At Dr. King Tribute, Public Advocate James Asks TD Bank To Deny Loans To Gun Producer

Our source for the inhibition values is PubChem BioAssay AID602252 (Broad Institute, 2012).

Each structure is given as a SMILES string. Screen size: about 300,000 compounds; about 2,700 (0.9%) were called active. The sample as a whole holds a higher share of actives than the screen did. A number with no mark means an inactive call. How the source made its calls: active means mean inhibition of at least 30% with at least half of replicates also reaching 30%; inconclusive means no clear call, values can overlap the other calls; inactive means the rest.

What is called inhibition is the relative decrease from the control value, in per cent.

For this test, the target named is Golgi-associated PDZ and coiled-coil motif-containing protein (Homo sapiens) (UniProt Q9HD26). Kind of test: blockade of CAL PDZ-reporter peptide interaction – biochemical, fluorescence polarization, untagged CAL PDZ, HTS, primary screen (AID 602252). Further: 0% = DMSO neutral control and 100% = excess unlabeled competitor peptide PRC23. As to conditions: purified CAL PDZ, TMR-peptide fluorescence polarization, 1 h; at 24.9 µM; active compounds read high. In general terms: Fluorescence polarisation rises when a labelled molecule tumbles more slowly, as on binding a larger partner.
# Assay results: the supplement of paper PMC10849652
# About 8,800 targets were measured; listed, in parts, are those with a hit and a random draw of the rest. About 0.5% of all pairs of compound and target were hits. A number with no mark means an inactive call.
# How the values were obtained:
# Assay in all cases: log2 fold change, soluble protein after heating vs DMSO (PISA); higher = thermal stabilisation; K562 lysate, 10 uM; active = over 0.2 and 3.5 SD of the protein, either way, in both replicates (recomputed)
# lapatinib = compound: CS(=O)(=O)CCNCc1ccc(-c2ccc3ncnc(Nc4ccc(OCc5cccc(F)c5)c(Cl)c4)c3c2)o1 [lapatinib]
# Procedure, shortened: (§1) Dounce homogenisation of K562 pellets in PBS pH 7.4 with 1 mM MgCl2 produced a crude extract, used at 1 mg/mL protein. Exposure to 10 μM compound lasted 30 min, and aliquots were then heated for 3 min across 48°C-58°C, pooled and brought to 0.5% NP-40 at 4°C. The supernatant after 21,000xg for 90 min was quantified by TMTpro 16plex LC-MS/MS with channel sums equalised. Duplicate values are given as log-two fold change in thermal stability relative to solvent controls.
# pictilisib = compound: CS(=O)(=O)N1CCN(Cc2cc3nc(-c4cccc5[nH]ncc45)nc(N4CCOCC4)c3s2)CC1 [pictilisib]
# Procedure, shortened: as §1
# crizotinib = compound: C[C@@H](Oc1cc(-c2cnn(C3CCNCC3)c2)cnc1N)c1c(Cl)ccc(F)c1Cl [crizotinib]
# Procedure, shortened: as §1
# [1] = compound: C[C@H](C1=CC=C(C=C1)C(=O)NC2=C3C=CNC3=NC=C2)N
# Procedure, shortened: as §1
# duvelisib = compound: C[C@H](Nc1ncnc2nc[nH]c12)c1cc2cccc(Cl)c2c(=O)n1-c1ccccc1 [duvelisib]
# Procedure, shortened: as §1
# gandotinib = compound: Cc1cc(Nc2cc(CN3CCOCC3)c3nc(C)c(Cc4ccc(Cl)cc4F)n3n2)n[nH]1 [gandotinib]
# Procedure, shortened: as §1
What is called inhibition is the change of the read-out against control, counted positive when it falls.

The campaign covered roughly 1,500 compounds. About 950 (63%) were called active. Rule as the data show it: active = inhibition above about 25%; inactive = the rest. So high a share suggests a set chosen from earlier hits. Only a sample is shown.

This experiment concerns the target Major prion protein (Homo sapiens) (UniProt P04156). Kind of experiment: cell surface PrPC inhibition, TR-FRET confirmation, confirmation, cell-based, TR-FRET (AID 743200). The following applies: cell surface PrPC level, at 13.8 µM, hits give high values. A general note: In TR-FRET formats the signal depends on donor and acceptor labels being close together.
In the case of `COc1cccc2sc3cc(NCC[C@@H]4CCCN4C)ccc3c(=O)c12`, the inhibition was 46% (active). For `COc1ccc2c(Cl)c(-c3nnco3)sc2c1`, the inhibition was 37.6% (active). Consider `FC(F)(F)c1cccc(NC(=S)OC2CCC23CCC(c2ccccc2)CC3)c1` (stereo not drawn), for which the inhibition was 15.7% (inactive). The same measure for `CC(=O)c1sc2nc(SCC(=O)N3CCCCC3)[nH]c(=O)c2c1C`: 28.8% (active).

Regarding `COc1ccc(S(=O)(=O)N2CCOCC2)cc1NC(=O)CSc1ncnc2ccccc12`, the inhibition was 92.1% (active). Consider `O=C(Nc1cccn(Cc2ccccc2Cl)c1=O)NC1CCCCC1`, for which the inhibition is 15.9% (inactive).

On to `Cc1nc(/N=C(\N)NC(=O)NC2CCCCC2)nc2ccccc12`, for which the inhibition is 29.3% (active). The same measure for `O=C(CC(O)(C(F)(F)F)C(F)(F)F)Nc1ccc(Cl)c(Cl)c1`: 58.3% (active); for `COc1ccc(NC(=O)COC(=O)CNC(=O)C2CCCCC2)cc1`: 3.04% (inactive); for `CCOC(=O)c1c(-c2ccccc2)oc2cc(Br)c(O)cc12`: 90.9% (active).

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State Senator Kevin Parker, WBLS Radio Personality Liz Black, Gospel Musician Ricky Dillard and Board Chair of A Shared Dream Foundation Tani Chambers. PHOTO CREDIT: Cali York Photography  The 12th Annual “A Shared Dream MLK Tribute Concert” which featured song and dance performances also included remarks from elected officials who urged audience members to follow in the footsteps of Dr. Martin Luther King Jr. and pursue justice in their everyday lives.  “Tell TD Bank to stop loaning money to Smith and Wesson,” said Public Advocate Tish James. In a previous press conference about the same issue, James revealed that TD Bank loaned Smith and Wesson about $300 million.  “It’s about action. He [Dr. King] wanted to engage in a revolutionary and militant change. Let’s not redefine him and limit him to excerpts of his speech,” said James to the crowd of nearly 1,100 people.  James also spoke about a recent incident in which five African-American teenage boys allegedly raped a girl in a Brownsville playground in Brooklyn; however several questions have now been raised about that case and the King's County DA, Kenneth Thompson has so far deferred any action.  “He was a man of action. He was a dreamer but a man of justice. We too must seek to find justice,” U.S. Senator Charles Schumer (D-NY), said of Dr. King. The Senator continued to read portions of Dr. King’s “Letter from Birmingham Jail” including in part:  “For years now I have heard the word ‘wait.’ It rings in the ear of every Negro with a piercing familiarity. This ‘wait’ has almost always meant ‘never…. I guess it is easy for those who have never felt the stinging darts of segregation to say "wait." …when you see the vast majority of your twenty million Negro brothers smothering in an airtight cage of poverty in the midst of an affluent society; when you suddenly find your tongue twisted and your speech stammering as you seek to explain to your six-year-old daughter why she cannot go to the public amusement park that has just been advertised on television, and see tears welling up in her little eyes when she is told that Funtown is closed to colored children, and see the depressing clouds of inferiority begin to form in her little mental sky, and see her begin to distort her little personality by unconsciously developing a bitterness toward white people…"  Other government officials included Maya Wiley, Counsel to Mayor Bill De Blasio’s office, who reminded the audience that the mayor has funded 40,000 units of affordable housing that will provide shelter for 100,000 families in New York City.  Grammy nominated gospel musician Ricky Dillard and New G was the headliner act of the night. They had the audience on their feet several times performing hits like “Grace,” “Celebrate the King,” “Amazing” and much more for close to an hour.  This free concert, which took place on January 18 was organized by New York State Senator Kevin Parker (D-Brooklyn) and A Shared Dream Foundation.   “Every year, I look forward to bringing the community together to celebrate Dr. King’s life and accomplishments on behalf of people of color,” said Parker in a statement after the event. 

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